Transgender and nonbinary (TGNB) individuals experience broad-ranging cancer disparities, from detection to treatment to survivorship. Preliminary reports of breast cancer screening among TGNB patients demonstrate lower rates than among cisgender patients. Low breast cancer screening rates among TGNB patients are affected by healthcare avoidance and social stigma.


The first challenge to examining breast cancer screening rates among TGNB patients at our center was building the cohort of TGNB patients from our electronic medical record (EMR). We used International Classification of Disease (ICD) diagnosis codes of gender dysphoria, structured sexual orientation and gender identity (SOGI) data, and natural language processing to construct the cohort. This labor-intensive process highlighted the need for robust and accurate documentation of SOGI data in the EMR.

We identified 253 TGNB patients over the age of 40 years: 193 transgender women and nonbinary people designated male at birth (TGNB DMAB) and 60 transgender men and nonbinary people designated female at birth (TGNB DFAB). TGNB DMAB screening rates ranged from 7.1 to 47.6%, while TGNB DFAB screening ranged from 2.0 to 50.0%, depending on the guidelines used. These were lower than institutional (77.3%) and nationally reported breast cancer screening rates (66.7–78.4%) for cisgender women. Average mammogram-person years for TGNB DMAB and TGNB DFAB were 0.171 and 0.134, respectively, compared with the recommended rate of 0.5.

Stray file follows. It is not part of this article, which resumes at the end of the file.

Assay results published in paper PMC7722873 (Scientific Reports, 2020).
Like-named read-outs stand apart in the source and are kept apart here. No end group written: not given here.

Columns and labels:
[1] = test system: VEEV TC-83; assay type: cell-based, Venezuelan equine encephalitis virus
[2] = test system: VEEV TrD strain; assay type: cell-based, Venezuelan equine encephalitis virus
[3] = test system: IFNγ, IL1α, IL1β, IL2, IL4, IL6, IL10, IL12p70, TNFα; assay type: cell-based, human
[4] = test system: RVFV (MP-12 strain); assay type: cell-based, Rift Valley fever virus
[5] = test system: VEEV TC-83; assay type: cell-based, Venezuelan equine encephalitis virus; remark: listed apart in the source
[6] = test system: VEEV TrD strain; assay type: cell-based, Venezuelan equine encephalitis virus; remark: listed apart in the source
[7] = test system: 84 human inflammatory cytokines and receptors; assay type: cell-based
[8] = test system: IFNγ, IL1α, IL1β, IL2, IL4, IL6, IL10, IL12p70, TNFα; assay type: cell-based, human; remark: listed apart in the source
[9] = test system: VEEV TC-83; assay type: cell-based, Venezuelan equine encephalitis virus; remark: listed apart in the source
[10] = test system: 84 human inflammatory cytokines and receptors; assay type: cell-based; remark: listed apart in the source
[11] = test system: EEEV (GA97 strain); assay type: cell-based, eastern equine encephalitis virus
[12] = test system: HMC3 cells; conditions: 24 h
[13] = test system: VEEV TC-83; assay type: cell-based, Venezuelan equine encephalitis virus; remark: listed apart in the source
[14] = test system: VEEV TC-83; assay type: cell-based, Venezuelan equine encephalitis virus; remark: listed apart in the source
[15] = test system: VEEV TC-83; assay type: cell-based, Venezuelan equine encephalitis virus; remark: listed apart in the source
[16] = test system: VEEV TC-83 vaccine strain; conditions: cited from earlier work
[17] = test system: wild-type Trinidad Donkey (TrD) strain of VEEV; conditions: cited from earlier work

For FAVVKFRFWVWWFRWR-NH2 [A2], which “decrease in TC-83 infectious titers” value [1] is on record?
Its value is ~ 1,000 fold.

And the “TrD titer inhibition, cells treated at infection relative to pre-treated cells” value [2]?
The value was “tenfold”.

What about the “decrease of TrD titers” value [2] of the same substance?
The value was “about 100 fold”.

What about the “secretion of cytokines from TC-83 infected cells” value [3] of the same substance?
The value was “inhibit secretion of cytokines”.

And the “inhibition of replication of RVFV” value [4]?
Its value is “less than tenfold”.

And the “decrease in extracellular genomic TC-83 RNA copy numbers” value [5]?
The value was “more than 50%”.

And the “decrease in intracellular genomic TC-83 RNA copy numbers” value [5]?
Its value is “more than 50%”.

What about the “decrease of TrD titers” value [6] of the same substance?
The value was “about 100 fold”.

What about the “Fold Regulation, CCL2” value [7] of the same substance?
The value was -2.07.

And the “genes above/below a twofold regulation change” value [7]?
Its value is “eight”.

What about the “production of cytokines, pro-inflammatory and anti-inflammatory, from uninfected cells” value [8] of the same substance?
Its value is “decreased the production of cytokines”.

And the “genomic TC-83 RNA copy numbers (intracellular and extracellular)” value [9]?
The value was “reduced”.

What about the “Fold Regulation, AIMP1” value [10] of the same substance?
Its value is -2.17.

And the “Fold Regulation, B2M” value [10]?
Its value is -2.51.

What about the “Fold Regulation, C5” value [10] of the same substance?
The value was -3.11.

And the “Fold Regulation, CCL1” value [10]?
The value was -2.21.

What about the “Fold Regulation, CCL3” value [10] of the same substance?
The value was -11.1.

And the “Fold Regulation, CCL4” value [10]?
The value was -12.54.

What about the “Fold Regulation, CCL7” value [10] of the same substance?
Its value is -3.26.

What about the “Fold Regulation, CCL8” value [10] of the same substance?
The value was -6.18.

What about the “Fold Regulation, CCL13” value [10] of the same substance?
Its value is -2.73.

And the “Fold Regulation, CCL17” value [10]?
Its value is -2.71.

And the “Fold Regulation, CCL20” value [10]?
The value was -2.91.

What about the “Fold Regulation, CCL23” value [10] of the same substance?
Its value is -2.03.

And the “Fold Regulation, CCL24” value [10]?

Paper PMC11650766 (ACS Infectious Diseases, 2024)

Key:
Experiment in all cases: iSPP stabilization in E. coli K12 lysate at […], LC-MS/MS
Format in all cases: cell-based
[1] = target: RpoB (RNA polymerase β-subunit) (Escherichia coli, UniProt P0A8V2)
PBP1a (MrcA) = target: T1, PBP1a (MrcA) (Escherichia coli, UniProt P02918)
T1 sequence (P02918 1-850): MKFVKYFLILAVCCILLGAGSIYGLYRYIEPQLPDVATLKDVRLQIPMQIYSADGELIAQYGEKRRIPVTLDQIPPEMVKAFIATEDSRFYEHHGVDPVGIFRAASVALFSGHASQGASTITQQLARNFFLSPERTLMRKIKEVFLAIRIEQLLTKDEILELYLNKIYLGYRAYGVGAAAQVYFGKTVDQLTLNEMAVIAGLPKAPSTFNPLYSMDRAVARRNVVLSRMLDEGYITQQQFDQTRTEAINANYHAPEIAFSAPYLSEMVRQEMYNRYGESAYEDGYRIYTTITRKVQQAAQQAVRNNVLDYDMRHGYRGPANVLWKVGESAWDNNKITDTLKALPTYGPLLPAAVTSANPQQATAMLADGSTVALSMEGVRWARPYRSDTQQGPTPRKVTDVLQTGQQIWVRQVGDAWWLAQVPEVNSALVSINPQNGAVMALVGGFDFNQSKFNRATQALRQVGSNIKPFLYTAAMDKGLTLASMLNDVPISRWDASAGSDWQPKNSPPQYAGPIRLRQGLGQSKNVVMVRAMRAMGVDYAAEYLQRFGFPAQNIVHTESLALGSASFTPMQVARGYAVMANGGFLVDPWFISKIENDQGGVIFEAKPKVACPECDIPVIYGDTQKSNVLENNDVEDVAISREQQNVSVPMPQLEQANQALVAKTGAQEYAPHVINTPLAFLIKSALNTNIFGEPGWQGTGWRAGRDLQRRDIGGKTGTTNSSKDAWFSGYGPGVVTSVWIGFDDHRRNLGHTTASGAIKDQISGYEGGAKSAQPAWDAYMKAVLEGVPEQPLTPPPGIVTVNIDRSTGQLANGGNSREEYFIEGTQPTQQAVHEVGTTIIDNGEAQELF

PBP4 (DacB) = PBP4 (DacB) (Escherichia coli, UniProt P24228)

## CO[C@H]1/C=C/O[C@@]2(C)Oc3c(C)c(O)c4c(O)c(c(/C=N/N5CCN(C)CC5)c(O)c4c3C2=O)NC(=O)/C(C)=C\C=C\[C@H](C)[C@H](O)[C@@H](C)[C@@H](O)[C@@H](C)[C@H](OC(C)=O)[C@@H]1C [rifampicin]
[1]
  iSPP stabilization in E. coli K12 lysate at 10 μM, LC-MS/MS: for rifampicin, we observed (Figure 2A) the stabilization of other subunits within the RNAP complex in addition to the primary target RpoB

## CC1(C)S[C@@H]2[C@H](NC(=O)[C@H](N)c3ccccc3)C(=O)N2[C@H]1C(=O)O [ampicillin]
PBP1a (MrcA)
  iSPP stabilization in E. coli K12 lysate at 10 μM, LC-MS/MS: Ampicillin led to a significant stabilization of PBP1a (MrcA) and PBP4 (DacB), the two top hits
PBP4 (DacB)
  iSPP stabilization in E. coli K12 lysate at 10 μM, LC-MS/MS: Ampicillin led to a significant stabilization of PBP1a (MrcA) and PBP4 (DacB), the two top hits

Guidelines for breast cancer screening among TGNB patients should be updated, including the development of consensus guidelines for screening following gender-affirming mastectomy. A unique barrier to healthcare access for TGNB patients is the gendering of anatomy. Terms such as “breasts” may be discomforting for some patients. We provide two recommendations: (1) Providers should mirror the language their patients use to provide culturally competent care, and (2) providers, researchers, patients, and society should strive to uncouple organs from gender, to reduce patient distress and promote preventative healthcare. Finally, we underscore the need for SOGI data documentation at the institutional and national level. EMR and public health surveillance systems should collect SOGI data to facilitate research to improve the health of TGNB populations.

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